Sports and Exercise
Posted on June 9, 2016 by CHS
Why Your Child Needs Exercise
Daily exercise is one of the key factors to a child’s well-being — physically, mentally, and emotionally. It is crucial for preventing illness, building strength, and decreasing risk of obesity and disease.
It can be easy to keep children entertained when you’re busy by letting them watch TV, play video games, and use smart phones. But encouraging an active lifestyle will not only keep kids busy, it will instill healthy habits to last a lifetime.
Benefits of exercise include:
- Builds strong bones
- Improves muscular strength and cardiovascular endurance
- Helps maintain a healthy weight
- Increases self-confidence and self-esteem
- Decreases risk of diabetes and high blood pressure
- Increases energy and improves sleep
- Enhances memory and brain function
- Reduces stress
- Reduces depression, anxiety, and improves mood
It is recommended that children two years of age and older get at least 60 minutes of moderate-intensity activity every day, and 30 minutes of vigorous physical activity three to four times each week. Ideal activities and sports are ones that build strength, endurance, and flexibility.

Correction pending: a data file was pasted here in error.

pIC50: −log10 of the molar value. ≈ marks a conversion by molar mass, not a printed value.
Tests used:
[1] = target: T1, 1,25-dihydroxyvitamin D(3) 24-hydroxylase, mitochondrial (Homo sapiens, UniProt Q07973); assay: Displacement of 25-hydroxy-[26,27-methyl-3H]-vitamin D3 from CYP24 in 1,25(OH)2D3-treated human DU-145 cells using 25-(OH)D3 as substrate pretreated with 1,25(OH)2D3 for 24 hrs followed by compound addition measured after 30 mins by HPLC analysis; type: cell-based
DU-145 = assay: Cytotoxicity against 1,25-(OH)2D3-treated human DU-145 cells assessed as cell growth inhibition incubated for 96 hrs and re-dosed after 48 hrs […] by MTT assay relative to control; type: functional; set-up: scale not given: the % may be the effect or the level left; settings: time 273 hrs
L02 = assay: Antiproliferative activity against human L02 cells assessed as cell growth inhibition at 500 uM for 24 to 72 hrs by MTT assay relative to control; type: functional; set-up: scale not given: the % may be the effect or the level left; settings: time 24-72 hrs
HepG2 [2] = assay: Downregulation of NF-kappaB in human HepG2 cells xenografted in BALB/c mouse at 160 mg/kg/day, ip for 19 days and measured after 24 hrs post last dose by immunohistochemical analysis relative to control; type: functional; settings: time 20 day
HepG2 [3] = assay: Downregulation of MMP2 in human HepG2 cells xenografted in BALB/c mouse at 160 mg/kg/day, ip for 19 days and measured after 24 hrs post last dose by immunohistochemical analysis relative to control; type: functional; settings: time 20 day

Playing sports is a great way to stay active while teaching children important values. Sports help to develop social skills, build self-confidence, improve academic success, and teach children to push themselves and learn to accept constructive criticism.
Allow your child to try a variety of activities to determine what they are interested in. They may enjoy the camaraderie and competition of team sports like baseball, or may do better with individual activities like swimming or martial arts. Encourage participation, but don’t ever force a child to play a sport.
Tips for Physical Activity by Age
- Developmental Abilities: Like to explore their world through active play
- Try: Unstructured play such as running, climbing, swinging, or playing in a sandbox
- Developmental Abilities: More coordinated and can participate in some organized games
- Try: Playing with balls, hoops, bicycles with training wheels, or gymnastics
- Developmental Abilities: Can quickly learn new skills
- Try: Organized, competitive sports such as soccer, or non-competitive activities such as yoga or dance
Fun and Free Activities:
Don’t forget to spend time together as a family, doing fun activities that all children can enjoy together. Staying active will help you bond and set an example for a healthy lifestyle.
- Play catch
- Throw a Frisbee
- Play hide-and-seek
- Go on a nature hike
- Take a bike ride
- Play at your neighborhood playground or park
- Visit the beach, lake, or river
- Go camping
- Take the dog for a walk
- Have an active game night with games like Twister or Charades